This page discusses how I repurposed a Kodak CD Kiosk tool into a bulk optical disc ripper. The reasoning for this is because I don't use services like Spotify. I own all my music, so it can never be taken away from me, and it is stored in the highest lossless quality (FLAC).
Every few weekends, I'll go to a thrift store and pick up some (up to twenty?) new CDs. Sometimes, I get random assortments, and listen just to see if it could be something interesting. Therefore, my CD collection is large, and I have a large number of CDs to rip regularly. I accomplish this with a repurposed Kodak Photo CD Burner, and a script (GNU/Linux) on my workstation.
Furthermore, one should never use services like Spotify because they are merely granting you a temporary license to transmit the music. When you have a CD, you own it, with the highest-possible quality and zero bogus license restrictions.
I found the robot on eBay, but it didn't come with any instructions. So, how would one go about actuating the servos? I did some sleuthing, and found some resources. First, somebody else was trying to sell this. This gave me some information, like, "the unit I bought didn't come with the CD carriage." That page also linked to drivers, even though they were only for Windows. It also mentioned it was based on another company's product that I could get a little more information about, and higher-resolution images of the spindle. This way, I was able to deduce what shape it needed to have to load media.
Using my calipers and a copy of Autodesk Inventor 2006, I drafted a 3D model of the top spindle piece. My friend Ryan extrusion-printed it in a lovely blue hue. It's about 0.25" thick and solid-filled, so plenty sturdy. I measured the inside of a CD to be 15mm, so I found a dimension-matching acrylic rod on eBay. I was able to file it down to the appropriate shape and drill/tap some screws to hold it together. The end of the shaft articulates, one way to align it with the center and allow loading CDs, and another way to hold the CDs on, allowing only one to become pushed forwards, and drop to the tray below.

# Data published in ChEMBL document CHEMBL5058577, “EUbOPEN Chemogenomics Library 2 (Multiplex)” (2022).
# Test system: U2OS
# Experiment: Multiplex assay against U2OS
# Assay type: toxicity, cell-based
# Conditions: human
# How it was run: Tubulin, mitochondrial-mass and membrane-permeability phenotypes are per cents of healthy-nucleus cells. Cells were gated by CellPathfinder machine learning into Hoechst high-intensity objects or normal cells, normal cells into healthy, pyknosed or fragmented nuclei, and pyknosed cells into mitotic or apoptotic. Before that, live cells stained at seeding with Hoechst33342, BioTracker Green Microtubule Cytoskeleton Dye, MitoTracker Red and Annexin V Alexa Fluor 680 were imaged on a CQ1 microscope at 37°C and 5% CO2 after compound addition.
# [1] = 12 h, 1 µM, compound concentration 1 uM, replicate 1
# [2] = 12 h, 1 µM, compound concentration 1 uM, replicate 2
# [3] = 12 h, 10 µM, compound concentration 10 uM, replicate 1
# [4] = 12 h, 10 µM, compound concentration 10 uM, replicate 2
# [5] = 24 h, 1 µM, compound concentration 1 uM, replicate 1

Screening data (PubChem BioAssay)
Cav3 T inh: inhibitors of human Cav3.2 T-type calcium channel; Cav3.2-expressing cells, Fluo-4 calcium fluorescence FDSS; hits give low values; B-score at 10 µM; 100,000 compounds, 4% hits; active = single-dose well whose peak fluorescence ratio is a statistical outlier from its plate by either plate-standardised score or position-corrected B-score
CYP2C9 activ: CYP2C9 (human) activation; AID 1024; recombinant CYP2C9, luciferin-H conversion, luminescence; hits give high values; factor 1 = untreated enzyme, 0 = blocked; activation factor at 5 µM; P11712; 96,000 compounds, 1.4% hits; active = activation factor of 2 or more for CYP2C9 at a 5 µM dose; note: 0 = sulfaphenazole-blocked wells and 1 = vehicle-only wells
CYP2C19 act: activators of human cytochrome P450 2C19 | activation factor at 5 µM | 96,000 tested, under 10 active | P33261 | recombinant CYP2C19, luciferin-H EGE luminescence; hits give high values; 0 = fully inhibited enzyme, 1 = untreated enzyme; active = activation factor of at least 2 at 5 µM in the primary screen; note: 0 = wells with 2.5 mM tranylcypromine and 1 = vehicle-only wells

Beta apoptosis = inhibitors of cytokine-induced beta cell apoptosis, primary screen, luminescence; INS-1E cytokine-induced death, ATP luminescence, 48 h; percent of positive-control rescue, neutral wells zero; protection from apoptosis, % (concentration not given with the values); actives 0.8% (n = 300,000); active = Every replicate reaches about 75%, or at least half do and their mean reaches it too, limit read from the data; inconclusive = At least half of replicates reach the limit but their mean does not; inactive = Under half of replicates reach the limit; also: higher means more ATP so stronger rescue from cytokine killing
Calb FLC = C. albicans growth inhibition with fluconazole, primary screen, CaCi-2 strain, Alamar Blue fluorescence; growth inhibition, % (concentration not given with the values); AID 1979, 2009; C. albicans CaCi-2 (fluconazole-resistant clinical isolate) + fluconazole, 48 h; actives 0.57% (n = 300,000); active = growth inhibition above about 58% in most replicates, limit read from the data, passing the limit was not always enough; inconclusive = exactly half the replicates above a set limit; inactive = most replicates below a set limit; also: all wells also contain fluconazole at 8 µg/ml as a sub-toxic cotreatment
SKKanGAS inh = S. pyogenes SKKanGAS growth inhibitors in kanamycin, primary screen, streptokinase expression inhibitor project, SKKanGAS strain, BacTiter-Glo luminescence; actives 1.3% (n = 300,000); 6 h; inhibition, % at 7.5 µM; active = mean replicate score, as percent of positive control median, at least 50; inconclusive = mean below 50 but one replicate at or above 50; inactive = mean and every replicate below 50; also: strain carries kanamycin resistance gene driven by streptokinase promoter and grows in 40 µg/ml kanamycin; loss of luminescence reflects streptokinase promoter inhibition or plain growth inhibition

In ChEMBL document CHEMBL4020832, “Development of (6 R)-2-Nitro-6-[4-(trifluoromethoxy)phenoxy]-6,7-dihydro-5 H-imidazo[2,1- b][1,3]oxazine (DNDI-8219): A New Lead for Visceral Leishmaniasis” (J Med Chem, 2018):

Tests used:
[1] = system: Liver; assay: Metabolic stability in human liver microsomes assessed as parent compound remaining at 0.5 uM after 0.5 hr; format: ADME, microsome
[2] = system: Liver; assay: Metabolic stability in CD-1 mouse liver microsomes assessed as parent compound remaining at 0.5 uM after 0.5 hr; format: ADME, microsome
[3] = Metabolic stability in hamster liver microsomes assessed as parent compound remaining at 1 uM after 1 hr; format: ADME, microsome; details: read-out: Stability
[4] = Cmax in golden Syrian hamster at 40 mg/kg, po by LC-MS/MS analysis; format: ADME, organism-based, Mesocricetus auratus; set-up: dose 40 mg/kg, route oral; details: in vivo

The software side of things was simple. It has a USB port in the back, and when plugged in appears as a USB hub with two devices: the CD-RW drive, and the serial controller. This forum post describes how to see debug information, and commands are simply single letters sent via serial.
Archival-quality audio needs two things: good audio data, and good metadata. The first is taken care of with cdparanoia which comes with dandy features. Did you know that audio CDs are closer to a record than a CD-ROM? It's true, and because of that, every time you play a CD you probably hear something slightly different, depending where a fleck of dust decided to land. cdparanoia can make multiple passes of a CD to get a near-guaranteed quality. In fact, I've tried to rip horribly scratched up discs and it still makes them sound great, even when some other players won't even try.
The best archival format audio discs is BIN and CUE. I use this script to make raw PCM files. Then, I use ffmpeg to re-encode them as FLACs. These are put in a directory, and I open that directory with Picard. It will usually recognize the album, but when it cannot I use the CD identifier to perform a search, which is found near the spindle hole. Picard re-saves the metadata, and album art, to the FLAC files. The result are perfect, Free, albums that play back without gaps.
So long as one has libdvdcss installed, they can
dd their drive directly to an .iso file and play it in VLC. This results in a perfect archival copy.
I use MakeMKV to decrypt bluray disks and store it in a hierarchical directory. There is (the largest) a file that has the video, languages, and subtitles encoded into it. This is as-good as an archival copy can get, and can be played with VLC.